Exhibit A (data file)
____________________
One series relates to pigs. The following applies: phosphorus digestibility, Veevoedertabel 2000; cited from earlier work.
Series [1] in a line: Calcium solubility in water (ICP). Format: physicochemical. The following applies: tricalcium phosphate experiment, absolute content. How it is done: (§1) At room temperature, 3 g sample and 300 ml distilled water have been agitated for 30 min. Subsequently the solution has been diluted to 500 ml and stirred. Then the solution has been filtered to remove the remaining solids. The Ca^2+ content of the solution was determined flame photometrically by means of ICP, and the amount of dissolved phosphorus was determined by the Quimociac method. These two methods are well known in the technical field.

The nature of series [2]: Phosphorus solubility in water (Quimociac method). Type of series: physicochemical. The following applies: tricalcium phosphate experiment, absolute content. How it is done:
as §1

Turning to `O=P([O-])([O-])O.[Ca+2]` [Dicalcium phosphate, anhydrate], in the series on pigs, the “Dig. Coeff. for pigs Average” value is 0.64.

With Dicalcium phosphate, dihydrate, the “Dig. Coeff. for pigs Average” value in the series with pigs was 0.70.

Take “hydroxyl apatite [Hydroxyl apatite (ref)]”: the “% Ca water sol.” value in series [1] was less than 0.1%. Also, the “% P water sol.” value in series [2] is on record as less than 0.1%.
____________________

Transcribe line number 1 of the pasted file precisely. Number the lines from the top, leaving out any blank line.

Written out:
One series relates to pigs. The following applies: phosphorus digestibility, Veevoedertabel 2000; cited from earlier work.